Greenwich Associates report – With 44% already using AI and another 17% reporting plans to implement it in trading in the next 12 to 24 months, a solid majority of market participants — including buy-side institutions, sell-side firms, exchanges, and others — soon will be using AI in the securities trading process.
Douglas Christensen – Transparency has led to cost pressures and a reduction in research spending, which has had the unintended consequence of brokers and banks scaling back on the cost of coverage and ultimately has led to diminished output of published research.
Larry Tabb – As a result, brokers are re-investing in their infrastructure and trying to leverage new technologies and data science to make their trading algorithms better, more efficient and more effective.
Steve Grob – Some firms have already seen the writing on the wall. Hg’s Director of research, David Toms, points out that Goldman Sachs has increased its spend on technology by 48% while simultaneously reducing staff expenditure by 13% over the past 5 years.
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Last Updated: September 10, 2019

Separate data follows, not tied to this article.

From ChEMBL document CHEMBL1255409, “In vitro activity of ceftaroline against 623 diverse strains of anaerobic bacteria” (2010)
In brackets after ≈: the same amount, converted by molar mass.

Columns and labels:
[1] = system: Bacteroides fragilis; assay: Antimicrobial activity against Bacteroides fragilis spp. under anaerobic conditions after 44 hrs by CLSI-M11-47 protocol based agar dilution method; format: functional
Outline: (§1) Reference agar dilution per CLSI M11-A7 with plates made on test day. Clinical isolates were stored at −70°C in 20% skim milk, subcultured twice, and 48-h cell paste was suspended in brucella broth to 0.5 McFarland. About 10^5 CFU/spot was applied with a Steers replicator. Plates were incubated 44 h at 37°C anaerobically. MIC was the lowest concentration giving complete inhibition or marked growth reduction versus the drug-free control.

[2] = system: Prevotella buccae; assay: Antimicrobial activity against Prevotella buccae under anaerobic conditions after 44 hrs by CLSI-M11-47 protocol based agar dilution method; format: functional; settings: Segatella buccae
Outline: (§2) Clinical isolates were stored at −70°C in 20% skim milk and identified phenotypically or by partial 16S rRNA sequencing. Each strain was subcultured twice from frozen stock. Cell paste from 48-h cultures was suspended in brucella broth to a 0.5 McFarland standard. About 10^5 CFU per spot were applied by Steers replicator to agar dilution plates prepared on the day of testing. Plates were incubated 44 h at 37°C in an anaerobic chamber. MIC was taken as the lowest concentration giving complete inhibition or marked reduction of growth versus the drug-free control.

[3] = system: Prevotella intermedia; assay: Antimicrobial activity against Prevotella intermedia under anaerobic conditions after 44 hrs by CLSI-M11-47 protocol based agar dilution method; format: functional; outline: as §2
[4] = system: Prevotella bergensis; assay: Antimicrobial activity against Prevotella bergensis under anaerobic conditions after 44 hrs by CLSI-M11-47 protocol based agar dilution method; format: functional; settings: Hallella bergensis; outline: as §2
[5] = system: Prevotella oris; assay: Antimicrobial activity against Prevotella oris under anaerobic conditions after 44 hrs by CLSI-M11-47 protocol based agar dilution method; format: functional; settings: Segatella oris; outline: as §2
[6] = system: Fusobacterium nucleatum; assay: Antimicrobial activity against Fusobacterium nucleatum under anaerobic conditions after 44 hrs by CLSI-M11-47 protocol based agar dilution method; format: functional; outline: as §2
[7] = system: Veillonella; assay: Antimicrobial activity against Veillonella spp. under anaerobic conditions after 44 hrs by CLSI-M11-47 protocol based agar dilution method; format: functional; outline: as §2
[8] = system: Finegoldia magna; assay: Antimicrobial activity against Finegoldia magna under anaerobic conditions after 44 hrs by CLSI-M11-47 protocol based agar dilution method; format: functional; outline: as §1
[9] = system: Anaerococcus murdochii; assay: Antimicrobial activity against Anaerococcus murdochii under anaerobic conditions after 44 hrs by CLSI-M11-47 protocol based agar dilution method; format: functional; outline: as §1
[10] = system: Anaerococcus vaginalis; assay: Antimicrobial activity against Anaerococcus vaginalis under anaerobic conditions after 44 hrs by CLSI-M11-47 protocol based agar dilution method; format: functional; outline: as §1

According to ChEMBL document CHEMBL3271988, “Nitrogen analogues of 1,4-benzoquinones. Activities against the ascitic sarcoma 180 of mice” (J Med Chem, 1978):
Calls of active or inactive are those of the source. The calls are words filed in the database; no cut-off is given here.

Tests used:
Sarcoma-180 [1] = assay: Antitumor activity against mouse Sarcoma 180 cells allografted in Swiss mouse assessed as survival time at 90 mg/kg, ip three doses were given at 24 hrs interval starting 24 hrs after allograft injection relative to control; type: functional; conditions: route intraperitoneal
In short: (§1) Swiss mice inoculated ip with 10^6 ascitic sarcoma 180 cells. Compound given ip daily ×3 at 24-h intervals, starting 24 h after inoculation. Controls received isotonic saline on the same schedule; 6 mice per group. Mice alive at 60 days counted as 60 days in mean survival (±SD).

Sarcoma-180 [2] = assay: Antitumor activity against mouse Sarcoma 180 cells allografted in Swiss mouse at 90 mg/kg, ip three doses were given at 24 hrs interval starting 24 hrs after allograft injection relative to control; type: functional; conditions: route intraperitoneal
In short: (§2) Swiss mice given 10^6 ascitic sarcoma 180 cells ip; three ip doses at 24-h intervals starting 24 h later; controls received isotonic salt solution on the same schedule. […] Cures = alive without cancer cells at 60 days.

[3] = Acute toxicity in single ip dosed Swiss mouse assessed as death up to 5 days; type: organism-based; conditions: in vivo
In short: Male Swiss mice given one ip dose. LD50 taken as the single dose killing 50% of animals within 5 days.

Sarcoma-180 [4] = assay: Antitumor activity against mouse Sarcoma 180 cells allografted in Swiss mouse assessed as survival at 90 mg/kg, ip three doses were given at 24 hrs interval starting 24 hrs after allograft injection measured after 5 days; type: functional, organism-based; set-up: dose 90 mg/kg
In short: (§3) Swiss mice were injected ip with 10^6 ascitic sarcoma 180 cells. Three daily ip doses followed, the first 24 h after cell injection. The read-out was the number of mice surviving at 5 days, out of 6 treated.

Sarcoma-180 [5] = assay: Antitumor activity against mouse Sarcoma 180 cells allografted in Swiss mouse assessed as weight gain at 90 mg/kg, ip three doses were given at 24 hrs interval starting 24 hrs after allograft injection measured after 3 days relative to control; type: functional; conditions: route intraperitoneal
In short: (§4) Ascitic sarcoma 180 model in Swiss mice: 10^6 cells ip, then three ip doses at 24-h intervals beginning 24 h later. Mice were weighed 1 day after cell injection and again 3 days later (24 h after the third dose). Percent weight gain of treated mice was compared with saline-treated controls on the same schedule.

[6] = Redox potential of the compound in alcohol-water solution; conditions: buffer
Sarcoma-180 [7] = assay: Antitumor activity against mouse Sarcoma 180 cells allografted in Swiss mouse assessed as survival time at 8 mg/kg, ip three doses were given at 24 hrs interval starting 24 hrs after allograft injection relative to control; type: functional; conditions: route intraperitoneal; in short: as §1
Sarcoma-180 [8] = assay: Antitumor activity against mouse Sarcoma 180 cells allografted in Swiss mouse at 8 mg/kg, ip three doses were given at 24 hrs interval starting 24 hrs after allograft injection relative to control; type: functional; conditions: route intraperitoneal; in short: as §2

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Christopher Tiscornia – Westminster Research Associates, which is owned by Cowen Inc., has always been a strong proponent of allowing the use of client commissions to pay for research, particularly through commission sharing arrangements (CSAs). In the simplest form, trades are executed with a broker-dealer, generating commission credits that are housed in a CSA account with a broker-dealer such as Westminster, a pioneer in the business. These credits can then be used to acquire research from a variety of sources, including independent research boutiques as well as the research departments of larger investment banks in accordance with Section 28(e) of the Securities Exchange Act of 1934. As will be discussed here, we believe it is important that managers continue to have the flexibility to use commissions to acquire research.